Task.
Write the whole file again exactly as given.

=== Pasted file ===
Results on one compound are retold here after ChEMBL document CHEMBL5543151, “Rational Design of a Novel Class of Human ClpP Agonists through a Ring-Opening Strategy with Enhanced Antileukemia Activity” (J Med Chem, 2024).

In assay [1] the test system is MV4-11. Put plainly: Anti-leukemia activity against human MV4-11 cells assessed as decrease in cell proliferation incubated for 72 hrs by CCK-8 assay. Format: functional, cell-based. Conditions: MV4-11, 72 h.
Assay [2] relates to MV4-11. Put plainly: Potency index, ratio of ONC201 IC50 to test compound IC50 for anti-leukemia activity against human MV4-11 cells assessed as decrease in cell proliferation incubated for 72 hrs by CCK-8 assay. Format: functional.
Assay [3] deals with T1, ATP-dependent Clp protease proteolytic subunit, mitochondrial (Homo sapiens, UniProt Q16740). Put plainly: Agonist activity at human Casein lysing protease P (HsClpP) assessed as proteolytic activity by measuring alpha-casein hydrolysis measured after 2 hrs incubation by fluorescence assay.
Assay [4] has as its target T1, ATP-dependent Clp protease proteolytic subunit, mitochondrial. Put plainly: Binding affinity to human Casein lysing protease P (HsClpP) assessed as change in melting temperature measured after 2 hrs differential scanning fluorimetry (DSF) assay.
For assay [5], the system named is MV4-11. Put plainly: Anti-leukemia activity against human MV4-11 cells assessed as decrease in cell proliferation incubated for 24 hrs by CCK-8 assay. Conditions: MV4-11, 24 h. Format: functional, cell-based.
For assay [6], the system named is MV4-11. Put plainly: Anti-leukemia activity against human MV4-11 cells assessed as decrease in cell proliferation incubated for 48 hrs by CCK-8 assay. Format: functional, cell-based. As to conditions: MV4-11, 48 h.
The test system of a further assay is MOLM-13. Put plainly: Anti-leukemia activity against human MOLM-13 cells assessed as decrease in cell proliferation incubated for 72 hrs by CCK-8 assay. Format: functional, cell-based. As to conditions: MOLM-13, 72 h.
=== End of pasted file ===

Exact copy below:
Results on one compound are retold here after ChEMBL document CHEMBL5543151, “Rational Design of a Novel Class of Human ClpP Agonists through a Ring-Opening Strategy with Enhanced Antileukemia Activity” (J Med Chem, 2024).

In assay [1] the test system is MV4-11. Put plainly: Anti-leukemia activity against human MV4-11 cells assessed as decrease in cell proliferation incubated for 72 hrs by CCK-8 assay. Format: functional, cell-based. Conditions: MV4-11, 72 h.
Assay [2] relates to MV4-11. Put plainly: Potency index, ratio of ONC201 IC50 to test compound IC50 for anti-leukemia activity against human MV4-11 cells assessed as decrease in cell proliferation incubated for 72 hrs by CCK-8 assay. Format: functional.
Assay [3] deals with T1, ATP-dependent Clp protease proteolytic subunit, mitochondrial (Homo sapiens, UniProt Q16740). Put plainly: Agonist activity at human Casein lysing protease P (HsClpP) assessed as proteolytic activity by measuring alpha-casein hydrolysis measured after 2 hrs incubation by fluorescence assay.
Assay [4] has as its target T1, ATP-dependent Clp protease proteolytic subunit, mitochondrial. Put plainly: Binding affinity to human Casein lysing protease P (HsClpP) assessed as change in melting temperature measured after 2 hrs differential scanning fluorimetry (DSF) assay.
For assay [5], the system named is MV4-11. Put plainly: Anti-leukemia activity against human MV4-11 cells assessed as decrease in cell proliferation incubated for 24 hrs by CCK-8 assay. Conditions: MV4-11, 24 h. Format: functional, cell-based.
For assay [6], the system named is MV4-11. Put plainly: Anti-leukemia activity against human MV4-11 cells assessed as decrease in cell proliferation incubated for 48 hrs by CCK-8 assay. Format: functional, cell-based. As to conditions: MV4-11, 48 h.
The test system of a further assay is MOLM-13. Put plainly: Anti-leukemia activity against human MOLM-13 cells assessed as decrease in cell proliferation incubated for 72 hrs by CCK-8 assay. Format: functional, cell-based. As to conditions: MOLM-13, 72 h.